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Wildfire Map Spotlight: Glen Lake Wildfire

What is the name and location of the wildfire?

The Glen Lake Wildfire is located about 15 kilometers west of Peachland, in the Okanagan region of British Columbia, Canada (1). As of September 18, 2023, there are over 400 wildfires burning across British Columbia, with 154 considered out of control (2).

Which cities or areas are affected by the wildfire?

Evacuations and unhealthy air quality are affecting much of the Canadian province of British Columbia, including:

  • Peachland, immediately west of the wildfire
  • Central Okanagan Regional District
  • Areas south of Peachland Forest Service Road (from the 5-kilometer marker to the boundary between the Regional District of Central Okanagan and the Regional District of South Okanagan)
  • Air quality in nearby Kelowna

Additionally, the Horn Lake area of Cariboo Regional District in Central British Columbia was evacuated due to the Hell Raving Creek fire. The Regional District of Okanagan-Similkameen also issued an evacuation alert for properties near the Upper Park Rill wildfire.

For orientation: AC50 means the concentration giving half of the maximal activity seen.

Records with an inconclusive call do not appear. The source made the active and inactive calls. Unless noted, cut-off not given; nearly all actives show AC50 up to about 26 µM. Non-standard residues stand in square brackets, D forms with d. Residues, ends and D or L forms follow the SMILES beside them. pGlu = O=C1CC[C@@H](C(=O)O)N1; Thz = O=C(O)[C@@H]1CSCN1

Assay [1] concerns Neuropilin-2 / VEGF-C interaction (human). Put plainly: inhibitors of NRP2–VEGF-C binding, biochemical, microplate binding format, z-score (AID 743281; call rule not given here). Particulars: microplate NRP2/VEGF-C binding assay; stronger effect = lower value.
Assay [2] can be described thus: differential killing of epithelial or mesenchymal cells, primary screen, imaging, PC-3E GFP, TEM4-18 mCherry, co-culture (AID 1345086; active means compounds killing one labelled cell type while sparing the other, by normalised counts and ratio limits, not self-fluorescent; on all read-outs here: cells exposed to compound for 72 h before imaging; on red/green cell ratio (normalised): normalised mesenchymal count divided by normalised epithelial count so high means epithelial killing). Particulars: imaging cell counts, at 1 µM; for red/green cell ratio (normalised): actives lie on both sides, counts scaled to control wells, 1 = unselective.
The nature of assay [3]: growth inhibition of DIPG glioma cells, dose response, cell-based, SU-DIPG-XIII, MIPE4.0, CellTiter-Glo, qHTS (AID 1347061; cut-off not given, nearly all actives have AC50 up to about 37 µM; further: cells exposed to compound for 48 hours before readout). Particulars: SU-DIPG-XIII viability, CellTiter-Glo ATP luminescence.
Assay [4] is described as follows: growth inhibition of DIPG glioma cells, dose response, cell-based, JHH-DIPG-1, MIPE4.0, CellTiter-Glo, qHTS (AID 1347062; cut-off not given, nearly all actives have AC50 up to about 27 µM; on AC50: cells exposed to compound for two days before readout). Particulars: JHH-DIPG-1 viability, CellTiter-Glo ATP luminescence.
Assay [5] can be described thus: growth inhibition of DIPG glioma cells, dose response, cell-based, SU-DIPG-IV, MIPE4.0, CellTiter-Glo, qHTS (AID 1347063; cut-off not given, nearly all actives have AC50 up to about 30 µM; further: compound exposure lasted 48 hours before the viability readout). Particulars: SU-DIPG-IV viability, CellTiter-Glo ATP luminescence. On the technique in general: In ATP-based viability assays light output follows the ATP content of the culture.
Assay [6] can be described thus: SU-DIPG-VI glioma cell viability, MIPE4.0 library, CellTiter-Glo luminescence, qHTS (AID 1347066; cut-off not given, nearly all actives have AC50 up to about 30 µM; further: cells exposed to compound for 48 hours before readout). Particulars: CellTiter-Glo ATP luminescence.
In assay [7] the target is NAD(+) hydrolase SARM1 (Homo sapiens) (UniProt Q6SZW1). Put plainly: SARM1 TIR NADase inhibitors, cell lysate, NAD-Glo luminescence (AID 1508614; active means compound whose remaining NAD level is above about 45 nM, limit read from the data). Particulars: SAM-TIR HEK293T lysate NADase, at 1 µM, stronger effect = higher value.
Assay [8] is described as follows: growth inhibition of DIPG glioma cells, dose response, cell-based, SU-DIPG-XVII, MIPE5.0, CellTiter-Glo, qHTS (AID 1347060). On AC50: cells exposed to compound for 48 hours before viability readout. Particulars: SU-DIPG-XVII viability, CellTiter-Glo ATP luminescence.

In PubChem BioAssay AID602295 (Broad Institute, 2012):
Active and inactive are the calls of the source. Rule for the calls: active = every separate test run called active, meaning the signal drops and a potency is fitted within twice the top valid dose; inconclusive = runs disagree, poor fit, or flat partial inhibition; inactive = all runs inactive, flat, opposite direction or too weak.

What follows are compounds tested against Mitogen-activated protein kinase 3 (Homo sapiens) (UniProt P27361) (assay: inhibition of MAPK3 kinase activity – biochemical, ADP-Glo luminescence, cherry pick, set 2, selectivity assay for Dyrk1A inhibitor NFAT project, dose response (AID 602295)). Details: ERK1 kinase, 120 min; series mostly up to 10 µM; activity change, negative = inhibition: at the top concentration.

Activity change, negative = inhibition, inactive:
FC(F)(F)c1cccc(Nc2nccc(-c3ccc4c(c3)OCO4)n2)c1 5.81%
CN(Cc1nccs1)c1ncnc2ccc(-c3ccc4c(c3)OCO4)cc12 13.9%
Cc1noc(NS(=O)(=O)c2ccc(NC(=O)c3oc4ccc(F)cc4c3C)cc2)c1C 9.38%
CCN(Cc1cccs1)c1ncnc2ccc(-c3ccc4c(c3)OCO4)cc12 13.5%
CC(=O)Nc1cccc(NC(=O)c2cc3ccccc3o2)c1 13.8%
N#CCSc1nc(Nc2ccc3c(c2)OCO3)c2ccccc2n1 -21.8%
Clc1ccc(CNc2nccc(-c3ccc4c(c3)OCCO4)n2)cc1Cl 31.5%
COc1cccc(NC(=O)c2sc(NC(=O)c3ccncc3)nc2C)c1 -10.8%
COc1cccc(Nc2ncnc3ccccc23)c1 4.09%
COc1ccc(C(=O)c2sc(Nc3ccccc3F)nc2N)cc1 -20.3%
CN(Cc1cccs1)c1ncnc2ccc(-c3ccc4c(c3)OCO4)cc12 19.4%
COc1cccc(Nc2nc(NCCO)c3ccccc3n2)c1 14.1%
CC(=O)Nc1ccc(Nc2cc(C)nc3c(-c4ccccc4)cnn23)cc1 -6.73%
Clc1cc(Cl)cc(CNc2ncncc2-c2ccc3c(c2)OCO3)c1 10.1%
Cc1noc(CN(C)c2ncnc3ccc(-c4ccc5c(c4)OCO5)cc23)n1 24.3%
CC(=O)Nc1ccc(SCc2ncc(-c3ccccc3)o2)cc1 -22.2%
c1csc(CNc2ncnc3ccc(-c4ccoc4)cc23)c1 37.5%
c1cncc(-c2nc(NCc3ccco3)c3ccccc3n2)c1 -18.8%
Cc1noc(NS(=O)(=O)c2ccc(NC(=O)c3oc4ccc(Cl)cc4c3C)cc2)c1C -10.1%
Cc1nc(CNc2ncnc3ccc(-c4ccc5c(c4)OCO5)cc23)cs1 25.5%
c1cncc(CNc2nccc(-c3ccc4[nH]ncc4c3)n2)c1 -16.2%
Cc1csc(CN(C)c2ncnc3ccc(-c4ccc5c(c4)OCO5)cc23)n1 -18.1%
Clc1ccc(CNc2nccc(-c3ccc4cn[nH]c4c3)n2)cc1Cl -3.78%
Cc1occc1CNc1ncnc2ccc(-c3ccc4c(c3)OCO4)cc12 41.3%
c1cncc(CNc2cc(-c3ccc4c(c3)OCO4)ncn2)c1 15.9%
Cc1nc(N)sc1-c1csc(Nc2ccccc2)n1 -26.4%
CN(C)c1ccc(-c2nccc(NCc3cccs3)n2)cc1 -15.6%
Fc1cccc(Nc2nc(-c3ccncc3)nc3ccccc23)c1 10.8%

The Sunshine Coast Regional District has declared a local state of emergency. The Clowhom Lake wildfire has caused multiple evacuations, with a further 10 issued on Sunday.

What is the current containment status of the wildfire?

Wildfires have burned across much of British Columbia throughout the summer of 2023. Containment efforts remain ongoing.

Are there any evacuation orders or alerts in place?

The following evacuation orders and alerts are in place due to the Glen Lake Wildfire:

  • Evacuation orders have been issued for eight recreational properties in the Central Okanagan Regional District.
  • An evacuation alert is in place for all areas south of Peachland Forest Service Road, from the 5-kilometer marker to the boundary between the Regional District of Central Okanagan and the Regional District of South Okanagan.

Please note that there are multiple evacuation orders and alerts related to other wildfires in different regions of British Columbia.

How can I protect myself from wildfire smoke?

Always plan ahead to protect yourself from wildfire smoke.

Get a free air quality app for real-time air quality alerts and forecasts.
• Shut doors and windows and set the HVAC to recirculate mode.
Run a high-performance air purifier to filter wildfire smoke.
Contribute to your community’s outdoor air quality data.
• Stay indoors; if you do need to go outdoors, wear a KN95/FFP2 mask.

The number one air cleaning solution for your home.

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